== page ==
The problem may be solved as follows : The curve, although not being limited by further conditions, need not vary everywhere in a free manner, and, consequently, it is not necessarily constituted out of arcs of circles. For if we assume that the curve is not to cross itself, then of itself it may offer barriers which obstruct free variation.

If, for example, the curve 0 1 2 3 partially overlaps so that the portion 1 3 coincides up to the point 2 with the portion 01, then among all possible variations, there are present those where 01 remain unchanged and only 1 3 varies ; and since the curve is not to cross itself, the variation of the portion 1 2 can take place only on the side of 1 on which the point 3 lies, and, consequently the freedom of the variation of the curve is essentially limited.

In itself the requirement that the curve is not to cut itself is not necessary, as the integrals that appear have a meaning also for this case.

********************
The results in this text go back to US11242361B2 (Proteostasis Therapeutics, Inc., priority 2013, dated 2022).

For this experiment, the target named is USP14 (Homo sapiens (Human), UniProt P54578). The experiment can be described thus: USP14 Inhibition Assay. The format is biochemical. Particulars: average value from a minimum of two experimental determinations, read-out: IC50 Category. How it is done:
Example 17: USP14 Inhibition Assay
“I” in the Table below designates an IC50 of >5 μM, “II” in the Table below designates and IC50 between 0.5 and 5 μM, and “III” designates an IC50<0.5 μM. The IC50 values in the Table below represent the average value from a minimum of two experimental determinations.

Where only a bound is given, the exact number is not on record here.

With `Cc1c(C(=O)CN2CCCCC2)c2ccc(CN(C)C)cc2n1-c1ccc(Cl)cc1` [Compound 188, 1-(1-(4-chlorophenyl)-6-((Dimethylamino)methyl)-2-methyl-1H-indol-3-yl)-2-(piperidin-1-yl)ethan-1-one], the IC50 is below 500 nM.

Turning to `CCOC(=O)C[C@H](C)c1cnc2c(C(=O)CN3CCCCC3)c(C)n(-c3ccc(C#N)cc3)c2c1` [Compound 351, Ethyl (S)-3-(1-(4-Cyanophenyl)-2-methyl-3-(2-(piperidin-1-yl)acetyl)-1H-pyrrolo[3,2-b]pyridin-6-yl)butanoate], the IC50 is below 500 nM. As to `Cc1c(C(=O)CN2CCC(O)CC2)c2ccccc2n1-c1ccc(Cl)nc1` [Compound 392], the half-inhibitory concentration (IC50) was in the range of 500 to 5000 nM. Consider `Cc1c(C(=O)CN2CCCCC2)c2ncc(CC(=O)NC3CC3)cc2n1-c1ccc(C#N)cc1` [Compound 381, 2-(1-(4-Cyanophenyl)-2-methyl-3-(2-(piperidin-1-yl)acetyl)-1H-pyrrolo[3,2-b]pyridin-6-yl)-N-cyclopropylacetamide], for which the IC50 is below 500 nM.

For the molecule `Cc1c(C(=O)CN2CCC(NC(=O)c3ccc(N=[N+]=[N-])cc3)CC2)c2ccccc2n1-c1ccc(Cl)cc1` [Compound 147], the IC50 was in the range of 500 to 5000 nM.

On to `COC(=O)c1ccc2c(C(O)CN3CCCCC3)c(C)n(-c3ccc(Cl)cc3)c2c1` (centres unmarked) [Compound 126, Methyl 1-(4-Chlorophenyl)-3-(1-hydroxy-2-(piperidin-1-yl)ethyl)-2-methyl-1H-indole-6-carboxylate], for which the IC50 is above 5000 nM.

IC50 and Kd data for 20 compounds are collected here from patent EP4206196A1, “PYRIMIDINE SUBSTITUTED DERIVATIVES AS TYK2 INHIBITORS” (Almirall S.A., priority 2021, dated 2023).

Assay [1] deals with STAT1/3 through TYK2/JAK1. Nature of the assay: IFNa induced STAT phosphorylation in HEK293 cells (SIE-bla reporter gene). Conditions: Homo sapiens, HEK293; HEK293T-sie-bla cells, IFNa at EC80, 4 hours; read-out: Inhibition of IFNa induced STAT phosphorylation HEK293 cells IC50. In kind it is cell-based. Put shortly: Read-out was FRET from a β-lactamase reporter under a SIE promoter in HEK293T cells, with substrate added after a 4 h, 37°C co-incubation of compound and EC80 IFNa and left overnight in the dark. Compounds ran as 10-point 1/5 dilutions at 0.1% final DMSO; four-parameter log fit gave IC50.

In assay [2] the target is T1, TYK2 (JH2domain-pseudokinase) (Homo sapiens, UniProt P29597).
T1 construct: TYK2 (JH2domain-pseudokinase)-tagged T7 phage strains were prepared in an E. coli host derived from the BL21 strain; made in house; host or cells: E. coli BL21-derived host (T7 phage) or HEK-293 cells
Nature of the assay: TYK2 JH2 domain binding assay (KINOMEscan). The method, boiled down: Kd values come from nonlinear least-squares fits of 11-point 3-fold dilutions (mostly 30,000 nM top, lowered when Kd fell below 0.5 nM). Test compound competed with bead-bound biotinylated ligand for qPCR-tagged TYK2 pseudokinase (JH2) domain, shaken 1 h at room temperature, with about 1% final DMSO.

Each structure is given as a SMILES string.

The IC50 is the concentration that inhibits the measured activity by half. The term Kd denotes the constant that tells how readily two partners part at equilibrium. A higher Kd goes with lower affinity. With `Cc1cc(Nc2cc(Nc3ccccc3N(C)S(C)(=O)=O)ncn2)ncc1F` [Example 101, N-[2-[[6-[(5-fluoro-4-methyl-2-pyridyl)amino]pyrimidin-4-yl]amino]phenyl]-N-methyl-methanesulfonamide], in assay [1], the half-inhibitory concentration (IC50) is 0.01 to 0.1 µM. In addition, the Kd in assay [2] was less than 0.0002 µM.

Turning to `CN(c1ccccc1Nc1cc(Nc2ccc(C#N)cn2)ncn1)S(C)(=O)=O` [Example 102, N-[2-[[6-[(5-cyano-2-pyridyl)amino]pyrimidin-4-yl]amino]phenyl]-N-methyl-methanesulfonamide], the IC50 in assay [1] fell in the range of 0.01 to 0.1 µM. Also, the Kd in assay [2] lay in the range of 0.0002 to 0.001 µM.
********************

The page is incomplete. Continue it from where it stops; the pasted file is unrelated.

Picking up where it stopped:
If there are overlapping portions of curve, then we may allow such variations to enter that points coincident before the variation may also coincide after the variation, without the second integral changing its value. We shall investigate the kind of differential equation that is thereby produced for these portions of curve.

**Article 212**.

The following investigation is also applicable to the case where the second integral is not present. We have simply to make .

We introduce the variations

It has been shown that the first variation of is identical with

provided that can be expressed as a power-series in in such a way that the total variation of the second integral vanishes.

This can be brought to the form

In the former treatment and were entirely arbitrary, except that at certain points and along certain portions of curve they vanished. Wherever they were arbitrary it was necessary that . In the case before us we have in addition those portions of curve which overlap the curve several times without crossing it. The differential equation, which these portions of curve satisfy, may be obtained as follows:

We have, since is a positive increment of (Art. 68),

Let 1 2 be a portion of curve that is traversed several times. The integral over this portion of curve, after it has been traversed once from the point 1 to the point 2, may be written in the form